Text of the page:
3D TVs were hard to find at CES 2014, but certain TV makers continue to showcase glasses-free 3D concepts. We saw the latest development in glasses-free 3D at CES, including Dolby 3D and Ultra-D. Glasses-free 3D technology is getting better, but it is still not there yet.
CES 2014: The state of glasses-free 3D
If you visited Sharp’s booth at CES you would see a gigantic 85-inch TV with 8K resolution – 16 times Full HD. If you moved a bit to the right, around a corner, you would see the same TV with glasses-free 3D technology, developed in collaboration with Philips and Dolby (Dolby 3D). You would think that a screen of this magnitude would look impressive, but it did not.
Sharp, Philips and Dolby’s 3D technology is nowhere near impressive
Sharp’s non-3D version of the 8K panel is wildly impressive, but the glasses-free 3D version is fuzzy, has narrow viewing angles, and lacks depth. It is not truly bad, at least not if you manage to find the sweet spot (the two white lines at the bottom have to line up), but it is certainly not great either. TV makers have said that higher resolutions will make glasses-free 3D possible, but since this is an 8K panel we simply think Sharp, Philips, and Dolby need to fundamentally change their 3D technology. This one is clearly not working.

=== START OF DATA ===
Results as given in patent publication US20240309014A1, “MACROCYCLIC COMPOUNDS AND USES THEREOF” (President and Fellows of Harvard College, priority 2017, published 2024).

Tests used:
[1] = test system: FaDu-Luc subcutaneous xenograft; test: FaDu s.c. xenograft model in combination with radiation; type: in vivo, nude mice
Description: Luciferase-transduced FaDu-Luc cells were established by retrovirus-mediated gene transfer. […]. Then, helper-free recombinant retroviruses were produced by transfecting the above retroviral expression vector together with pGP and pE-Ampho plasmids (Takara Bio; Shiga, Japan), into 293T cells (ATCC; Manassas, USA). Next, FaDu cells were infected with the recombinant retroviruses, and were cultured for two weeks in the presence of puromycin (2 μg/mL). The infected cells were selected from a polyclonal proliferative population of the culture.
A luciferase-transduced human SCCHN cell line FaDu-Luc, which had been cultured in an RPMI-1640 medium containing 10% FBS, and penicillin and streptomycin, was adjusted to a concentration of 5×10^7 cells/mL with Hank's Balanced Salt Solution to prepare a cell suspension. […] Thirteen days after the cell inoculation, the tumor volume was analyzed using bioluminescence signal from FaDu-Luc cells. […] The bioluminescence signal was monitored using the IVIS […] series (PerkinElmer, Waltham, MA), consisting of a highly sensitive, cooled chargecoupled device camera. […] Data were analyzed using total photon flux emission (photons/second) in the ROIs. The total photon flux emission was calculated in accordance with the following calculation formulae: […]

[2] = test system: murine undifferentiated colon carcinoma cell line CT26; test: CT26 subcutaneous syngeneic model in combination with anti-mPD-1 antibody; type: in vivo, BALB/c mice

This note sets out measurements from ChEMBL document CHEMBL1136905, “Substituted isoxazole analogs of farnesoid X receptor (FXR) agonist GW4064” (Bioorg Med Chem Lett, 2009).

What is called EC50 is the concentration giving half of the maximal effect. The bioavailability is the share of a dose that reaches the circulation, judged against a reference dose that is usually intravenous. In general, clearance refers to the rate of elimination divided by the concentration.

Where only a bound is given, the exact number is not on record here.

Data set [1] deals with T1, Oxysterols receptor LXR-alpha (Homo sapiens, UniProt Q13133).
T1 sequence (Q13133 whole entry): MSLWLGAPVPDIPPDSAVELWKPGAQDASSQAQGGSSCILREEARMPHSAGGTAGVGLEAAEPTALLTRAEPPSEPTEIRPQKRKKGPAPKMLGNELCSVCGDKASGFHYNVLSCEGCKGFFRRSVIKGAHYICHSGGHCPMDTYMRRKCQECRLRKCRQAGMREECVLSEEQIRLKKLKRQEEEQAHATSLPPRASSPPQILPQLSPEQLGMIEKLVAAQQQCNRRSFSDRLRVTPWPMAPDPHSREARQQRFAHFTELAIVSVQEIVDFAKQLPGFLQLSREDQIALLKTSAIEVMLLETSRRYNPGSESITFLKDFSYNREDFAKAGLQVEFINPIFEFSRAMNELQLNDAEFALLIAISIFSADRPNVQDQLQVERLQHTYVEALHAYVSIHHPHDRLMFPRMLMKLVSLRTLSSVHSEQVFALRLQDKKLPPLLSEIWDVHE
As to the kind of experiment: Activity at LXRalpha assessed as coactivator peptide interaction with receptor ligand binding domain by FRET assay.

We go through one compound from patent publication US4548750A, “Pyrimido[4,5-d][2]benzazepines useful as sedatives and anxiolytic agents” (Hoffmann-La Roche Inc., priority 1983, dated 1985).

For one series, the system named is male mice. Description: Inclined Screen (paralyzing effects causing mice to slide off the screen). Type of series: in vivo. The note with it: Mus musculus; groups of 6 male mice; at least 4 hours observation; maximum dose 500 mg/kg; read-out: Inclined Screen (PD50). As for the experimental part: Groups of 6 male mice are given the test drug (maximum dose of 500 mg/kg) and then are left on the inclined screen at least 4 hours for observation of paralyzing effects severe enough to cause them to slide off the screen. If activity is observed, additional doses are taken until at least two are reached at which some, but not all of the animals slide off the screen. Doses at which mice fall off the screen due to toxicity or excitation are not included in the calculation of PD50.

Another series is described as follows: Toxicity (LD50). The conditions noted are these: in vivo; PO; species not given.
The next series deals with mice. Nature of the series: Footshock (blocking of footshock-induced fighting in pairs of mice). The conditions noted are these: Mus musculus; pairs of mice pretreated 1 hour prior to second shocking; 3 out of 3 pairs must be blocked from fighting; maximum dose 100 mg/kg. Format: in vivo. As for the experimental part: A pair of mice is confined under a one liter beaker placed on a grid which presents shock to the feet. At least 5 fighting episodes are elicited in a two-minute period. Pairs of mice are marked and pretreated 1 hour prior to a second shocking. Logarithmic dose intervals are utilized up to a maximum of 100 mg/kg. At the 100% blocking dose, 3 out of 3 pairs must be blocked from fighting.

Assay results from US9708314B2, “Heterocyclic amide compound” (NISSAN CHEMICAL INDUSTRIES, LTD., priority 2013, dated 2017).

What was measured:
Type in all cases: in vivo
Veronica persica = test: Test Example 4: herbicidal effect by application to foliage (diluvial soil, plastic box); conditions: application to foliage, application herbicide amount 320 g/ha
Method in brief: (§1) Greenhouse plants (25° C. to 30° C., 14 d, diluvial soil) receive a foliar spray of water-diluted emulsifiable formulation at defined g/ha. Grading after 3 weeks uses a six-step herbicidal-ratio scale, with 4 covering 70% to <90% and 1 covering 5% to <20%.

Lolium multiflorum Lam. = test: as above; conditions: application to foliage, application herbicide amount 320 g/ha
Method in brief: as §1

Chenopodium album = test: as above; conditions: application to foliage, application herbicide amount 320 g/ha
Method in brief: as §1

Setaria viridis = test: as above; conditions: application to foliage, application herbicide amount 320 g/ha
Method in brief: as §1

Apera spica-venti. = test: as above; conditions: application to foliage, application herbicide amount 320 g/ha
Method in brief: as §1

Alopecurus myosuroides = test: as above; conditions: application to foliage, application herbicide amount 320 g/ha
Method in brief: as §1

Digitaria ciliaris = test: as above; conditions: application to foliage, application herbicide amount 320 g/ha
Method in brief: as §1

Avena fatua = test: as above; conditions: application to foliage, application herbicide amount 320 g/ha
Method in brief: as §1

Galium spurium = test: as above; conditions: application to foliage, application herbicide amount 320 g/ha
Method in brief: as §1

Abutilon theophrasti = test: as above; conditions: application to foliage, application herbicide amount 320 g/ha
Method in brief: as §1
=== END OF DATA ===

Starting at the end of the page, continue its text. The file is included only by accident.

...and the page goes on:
To find the best glasses-free 3D technology at CES we actually had to head over to a relatively unknown player in the field; StreamTV Networks, who has developed Ultra-D. We have heard about the technology before, but this was the first time we saw it in action ourselves. We saw a demo of a PS3 game, movies and a news studio. The last one was most convincing, but also the one with least action in it. The game – Assassin’s Creed (not the new one) – was not too impressive, and it was clear that the resolution of the game was simply too low for 3D.
StreamTV has the best glasses-free 3D technology right now, but it is not yet ready for primetime
We see potential in Ultra D, but high-resolution content is required if TV makers want their 3D TVs to shine. However, while we were more convinced by Ultra D than Sharp, Philips, and Dolby’s 3D technology we cannot say that we agree with the high praise we had heard. It is simply not good enough yet, and certainly not something we would want in our living room.
Samsung tried to wow spectators with a “glassless” 3D Ultra HD TV showing the Grand Canyon 3D Blu-ray, but the experience was bad, actually dizzying. We saw a few other glasses-free 3D concepts, too, but nothing that managed to break out of the what-is-this-crap club.